Euro zone factory recovery broadens, except for France
LONDON (Reuters) - The recovery in euro zone manufacturing accelerated at the start of the second quarter with solid growth across most of the bloc although French factories struggled to maintain momentum, a business survey showed on Friday.
Growth was again led by Germany, Europe's largest economy, and previously-lagging companies in Spain and Italy reported better business last month.
It was the first time since November 2007 that all PMIs in the region indicated growth - coming in above the 50 break-even level.
But separate data showed euro zone unemployment fell only slightly to 11.8 percent in March, still near a record high, a sign that European households are yet to feel much of the corporate economic recovery.
"Recent economic evidence remains consistent with the European Central Bank's baseline scenario which is that of a gradual recovery," said Philip Shaw at Investec.
"There are concerns about the confidence in France and the extent to which that could restrain economic growth this year and next."
Also of concern to the ECB's Governing Council, which meets next week to set monetary policy, factories cut goods prices for a second straight month - and at a slightly steeper pace.
Official flash data on Wednesday showed euro zone inflation rose to only 0.7 percent last month from 0.5 percent the month before, still well below the ECB's 2 percent target ceiling and within what the central bank regards as a "danger zone".
"With factory gate prices falling for a second month running, policymakers will remain concerned about deflationary forces," Chris Williamson, Markit's chief economist, said.
The bloc is set for at least two more years of low inflation and still faces a very real threat of deflation, a Reuters poll found last month.
Financial markets were little moved after the latest PMI data, trading cautiously as they awaited U.S. employment figures due later on Friday.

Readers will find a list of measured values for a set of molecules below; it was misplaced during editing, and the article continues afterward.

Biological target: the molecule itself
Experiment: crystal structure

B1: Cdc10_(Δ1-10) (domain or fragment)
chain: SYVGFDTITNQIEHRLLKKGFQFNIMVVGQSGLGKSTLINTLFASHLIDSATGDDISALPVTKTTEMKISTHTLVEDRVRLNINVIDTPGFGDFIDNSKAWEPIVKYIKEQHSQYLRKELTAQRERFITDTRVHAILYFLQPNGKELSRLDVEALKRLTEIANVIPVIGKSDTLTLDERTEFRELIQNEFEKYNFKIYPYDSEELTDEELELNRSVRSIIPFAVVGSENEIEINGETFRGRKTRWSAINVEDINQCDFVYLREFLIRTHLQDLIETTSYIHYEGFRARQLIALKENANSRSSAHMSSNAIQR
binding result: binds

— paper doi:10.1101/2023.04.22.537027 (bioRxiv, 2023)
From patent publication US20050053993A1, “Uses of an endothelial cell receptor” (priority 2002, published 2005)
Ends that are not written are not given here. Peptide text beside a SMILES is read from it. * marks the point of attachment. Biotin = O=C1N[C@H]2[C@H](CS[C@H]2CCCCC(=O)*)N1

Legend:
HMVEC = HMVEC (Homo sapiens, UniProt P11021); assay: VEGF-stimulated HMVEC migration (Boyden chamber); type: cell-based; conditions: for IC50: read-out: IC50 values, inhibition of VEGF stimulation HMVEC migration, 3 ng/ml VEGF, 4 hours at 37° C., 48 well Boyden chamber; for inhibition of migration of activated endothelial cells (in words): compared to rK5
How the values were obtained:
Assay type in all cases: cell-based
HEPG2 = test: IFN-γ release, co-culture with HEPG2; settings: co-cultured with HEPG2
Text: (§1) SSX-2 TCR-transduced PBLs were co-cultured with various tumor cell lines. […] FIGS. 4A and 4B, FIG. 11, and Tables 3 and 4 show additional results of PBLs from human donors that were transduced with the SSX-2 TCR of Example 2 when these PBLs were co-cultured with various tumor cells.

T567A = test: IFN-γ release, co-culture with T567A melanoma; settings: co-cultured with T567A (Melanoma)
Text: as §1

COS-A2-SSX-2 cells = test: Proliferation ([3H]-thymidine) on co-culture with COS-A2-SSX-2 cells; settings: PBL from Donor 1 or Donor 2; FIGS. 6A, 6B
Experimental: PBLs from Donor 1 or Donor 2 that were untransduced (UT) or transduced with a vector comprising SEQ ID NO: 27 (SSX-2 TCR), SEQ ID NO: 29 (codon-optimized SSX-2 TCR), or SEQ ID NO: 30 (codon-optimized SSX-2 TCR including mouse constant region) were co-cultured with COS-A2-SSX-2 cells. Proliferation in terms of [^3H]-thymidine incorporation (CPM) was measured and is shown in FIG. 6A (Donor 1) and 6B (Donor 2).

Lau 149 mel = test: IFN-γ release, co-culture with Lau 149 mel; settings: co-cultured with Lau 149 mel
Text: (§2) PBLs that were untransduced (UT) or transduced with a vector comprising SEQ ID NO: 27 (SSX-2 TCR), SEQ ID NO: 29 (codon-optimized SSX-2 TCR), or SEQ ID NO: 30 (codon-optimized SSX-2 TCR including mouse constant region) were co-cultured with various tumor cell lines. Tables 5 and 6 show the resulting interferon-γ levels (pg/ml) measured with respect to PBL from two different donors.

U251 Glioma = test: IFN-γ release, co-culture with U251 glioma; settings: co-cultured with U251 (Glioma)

The final Eurozone Manufacturing Purchasing Managers' Index rose to 53.4 last month from March's 53.0. That was slightly better than the flash reading of 53.3 and marked the tenth month the index has been above the 50 level that separates growth from contraction.
The manufacturing output index, which forms part of the overall Composite PMI due on Tuesday, jumped to 56.5 from 55.6, in line with the flash reading.
"Improved manufacturing activity in April suggests that euro zone economic recovery is continuing to gradually firm following likely modestly improved GDP growth in the first quarter," said Howard Archer at IHS Global Insight.
An earlier PMI from Germany showed improving growth. Italy's PMI soared to a three-year high and Spain's slipped just one basis point from March's near four-year high.
France's main index slumped to 51.2 from 52.1, although still holding above the break-even level for a second month.
President Francois Hollande, who has seen his popularity plummet amid weak economic growth and rising joblessness, plans to phase out 30 billion euros ($42 billion) in payroll taxes on companies in exchange for them committing to hiring targets.
In Britain, which does not use the euro, the construction sector expanded for the 12th straight month in April, albeit at the slowest rate in six months.
(Editing by Toby Chopra)
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